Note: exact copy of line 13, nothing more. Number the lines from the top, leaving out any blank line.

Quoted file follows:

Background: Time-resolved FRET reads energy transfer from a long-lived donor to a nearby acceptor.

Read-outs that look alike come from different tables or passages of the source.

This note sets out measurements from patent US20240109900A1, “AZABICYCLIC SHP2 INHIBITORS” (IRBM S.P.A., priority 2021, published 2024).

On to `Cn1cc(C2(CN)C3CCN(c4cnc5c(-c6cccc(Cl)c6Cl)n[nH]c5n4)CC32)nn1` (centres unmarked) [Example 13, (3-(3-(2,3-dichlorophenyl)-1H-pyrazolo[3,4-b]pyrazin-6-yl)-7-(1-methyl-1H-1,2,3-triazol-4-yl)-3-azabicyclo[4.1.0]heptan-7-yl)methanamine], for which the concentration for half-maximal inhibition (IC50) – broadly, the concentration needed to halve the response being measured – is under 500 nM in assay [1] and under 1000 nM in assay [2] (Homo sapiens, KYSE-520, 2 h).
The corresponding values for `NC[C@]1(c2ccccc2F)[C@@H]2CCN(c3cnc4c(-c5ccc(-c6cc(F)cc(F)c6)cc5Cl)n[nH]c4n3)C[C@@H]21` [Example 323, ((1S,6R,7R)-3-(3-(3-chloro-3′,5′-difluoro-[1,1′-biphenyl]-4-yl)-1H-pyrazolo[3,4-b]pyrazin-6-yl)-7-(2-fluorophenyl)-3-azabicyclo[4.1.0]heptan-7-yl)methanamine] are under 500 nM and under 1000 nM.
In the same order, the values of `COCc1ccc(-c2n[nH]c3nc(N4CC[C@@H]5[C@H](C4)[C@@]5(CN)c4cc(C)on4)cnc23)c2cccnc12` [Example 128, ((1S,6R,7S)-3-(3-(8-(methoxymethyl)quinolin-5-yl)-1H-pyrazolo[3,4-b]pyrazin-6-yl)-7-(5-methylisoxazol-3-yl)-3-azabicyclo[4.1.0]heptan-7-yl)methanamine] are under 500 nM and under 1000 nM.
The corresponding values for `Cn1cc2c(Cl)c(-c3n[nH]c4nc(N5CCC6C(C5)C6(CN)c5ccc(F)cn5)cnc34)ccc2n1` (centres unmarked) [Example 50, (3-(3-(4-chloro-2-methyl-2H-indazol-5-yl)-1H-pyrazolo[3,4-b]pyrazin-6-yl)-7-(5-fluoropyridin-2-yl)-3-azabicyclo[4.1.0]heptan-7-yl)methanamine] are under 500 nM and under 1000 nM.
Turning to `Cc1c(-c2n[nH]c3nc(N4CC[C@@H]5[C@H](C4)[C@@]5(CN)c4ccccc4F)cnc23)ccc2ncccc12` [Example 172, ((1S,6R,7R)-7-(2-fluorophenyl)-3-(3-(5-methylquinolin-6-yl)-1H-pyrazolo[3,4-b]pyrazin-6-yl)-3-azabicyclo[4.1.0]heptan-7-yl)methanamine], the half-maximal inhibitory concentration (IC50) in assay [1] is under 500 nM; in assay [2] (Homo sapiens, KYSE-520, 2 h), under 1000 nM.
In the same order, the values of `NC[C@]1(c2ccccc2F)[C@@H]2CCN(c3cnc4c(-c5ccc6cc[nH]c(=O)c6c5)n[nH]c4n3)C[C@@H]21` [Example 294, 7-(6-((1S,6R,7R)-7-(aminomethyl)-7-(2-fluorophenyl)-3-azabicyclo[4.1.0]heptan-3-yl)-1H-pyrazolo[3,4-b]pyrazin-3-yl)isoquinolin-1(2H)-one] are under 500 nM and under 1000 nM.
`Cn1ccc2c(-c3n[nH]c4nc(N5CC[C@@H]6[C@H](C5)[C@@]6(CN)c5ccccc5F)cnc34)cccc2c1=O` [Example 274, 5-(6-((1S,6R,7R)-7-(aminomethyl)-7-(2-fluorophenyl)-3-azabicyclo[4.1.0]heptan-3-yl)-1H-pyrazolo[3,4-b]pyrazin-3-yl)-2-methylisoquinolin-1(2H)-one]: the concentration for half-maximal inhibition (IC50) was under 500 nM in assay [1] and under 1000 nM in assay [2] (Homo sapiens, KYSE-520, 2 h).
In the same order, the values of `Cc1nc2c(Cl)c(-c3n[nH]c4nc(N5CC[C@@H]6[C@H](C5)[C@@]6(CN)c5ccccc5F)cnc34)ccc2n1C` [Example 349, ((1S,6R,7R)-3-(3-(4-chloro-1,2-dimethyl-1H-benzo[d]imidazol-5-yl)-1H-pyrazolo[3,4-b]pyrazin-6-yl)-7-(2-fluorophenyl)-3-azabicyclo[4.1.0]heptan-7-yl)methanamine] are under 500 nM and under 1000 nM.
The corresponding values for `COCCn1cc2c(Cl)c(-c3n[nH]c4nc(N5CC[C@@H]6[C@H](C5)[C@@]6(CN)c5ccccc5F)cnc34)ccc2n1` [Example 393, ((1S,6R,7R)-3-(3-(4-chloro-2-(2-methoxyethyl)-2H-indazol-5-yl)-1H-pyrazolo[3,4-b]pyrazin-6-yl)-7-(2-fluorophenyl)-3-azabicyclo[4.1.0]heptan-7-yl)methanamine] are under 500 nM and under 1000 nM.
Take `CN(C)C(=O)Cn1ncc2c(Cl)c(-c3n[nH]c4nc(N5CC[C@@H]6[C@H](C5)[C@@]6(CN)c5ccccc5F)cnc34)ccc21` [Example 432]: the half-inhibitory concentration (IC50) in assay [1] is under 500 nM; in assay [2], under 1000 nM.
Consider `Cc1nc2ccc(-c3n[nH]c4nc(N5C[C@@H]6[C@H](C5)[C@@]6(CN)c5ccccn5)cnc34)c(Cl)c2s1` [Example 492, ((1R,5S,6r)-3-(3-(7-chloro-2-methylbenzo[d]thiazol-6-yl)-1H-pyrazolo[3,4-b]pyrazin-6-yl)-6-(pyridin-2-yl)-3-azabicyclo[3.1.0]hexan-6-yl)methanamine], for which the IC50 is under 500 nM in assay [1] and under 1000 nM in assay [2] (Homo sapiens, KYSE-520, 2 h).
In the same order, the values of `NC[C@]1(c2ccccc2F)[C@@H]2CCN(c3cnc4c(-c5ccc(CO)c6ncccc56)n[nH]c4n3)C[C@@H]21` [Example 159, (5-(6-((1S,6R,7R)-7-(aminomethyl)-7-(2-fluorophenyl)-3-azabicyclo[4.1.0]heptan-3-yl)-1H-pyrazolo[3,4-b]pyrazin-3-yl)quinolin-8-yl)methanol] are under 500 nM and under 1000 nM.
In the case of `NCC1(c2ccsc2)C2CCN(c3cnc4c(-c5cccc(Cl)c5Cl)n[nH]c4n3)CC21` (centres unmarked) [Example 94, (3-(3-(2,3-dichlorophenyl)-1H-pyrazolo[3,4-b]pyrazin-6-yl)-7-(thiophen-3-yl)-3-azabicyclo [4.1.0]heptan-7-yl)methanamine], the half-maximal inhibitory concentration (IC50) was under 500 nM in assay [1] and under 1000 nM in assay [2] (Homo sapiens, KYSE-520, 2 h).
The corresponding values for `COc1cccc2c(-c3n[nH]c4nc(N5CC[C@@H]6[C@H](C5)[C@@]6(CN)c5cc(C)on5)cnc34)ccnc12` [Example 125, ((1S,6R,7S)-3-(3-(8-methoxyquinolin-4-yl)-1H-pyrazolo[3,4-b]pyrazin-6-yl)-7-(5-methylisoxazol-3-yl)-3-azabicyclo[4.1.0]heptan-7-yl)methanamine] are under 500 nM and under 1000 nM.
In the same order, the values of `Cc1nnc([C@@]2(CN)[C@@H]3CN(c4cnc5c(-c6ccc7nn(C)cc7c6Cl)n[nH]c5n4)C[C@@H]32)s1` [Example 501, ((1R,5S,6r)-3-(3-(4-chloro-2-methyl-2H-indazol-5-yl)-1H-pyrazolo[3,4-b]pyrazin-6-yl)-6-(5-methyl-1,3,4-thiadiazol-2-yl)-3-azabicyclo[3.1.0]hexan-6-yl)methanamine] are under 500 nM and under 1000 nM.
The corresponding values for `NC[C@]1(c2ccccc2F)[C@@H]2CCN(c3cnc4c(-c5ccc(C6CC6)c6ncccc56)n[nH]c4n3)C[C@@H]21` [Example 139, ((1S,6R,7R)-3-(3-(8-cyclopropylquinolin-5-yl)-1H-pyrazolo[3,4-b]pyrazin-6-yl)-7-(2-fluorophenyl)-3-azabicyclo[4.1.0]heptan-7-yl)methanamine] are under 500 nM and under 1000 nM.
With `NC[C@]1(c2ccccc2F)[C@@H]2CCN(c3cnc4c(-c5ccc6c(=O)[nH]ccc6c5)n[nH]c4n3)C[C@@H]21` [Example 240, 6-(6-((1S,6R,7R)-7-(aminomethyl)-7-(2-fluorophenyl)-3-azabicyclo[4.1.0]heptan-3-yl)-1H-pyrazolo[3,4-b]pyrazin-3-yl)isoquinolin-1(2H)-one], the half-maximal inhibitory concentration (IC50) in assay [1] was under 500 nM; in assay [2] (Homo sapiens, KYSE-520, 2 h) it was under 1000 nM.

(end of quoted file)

Take `CN(C)C(=O)Cn1ncc2c(Cl)c(-c3n[nH]c4nc(N5CC[C@@H]6[C@H](C5)[C@@]6(CN)c5ccccc5F)cnc34)ccc21` [Example 432]: the half-inhibitory concentration (IC50) in assay [1] is under 500 nM; in assay [2], under 1000 nM.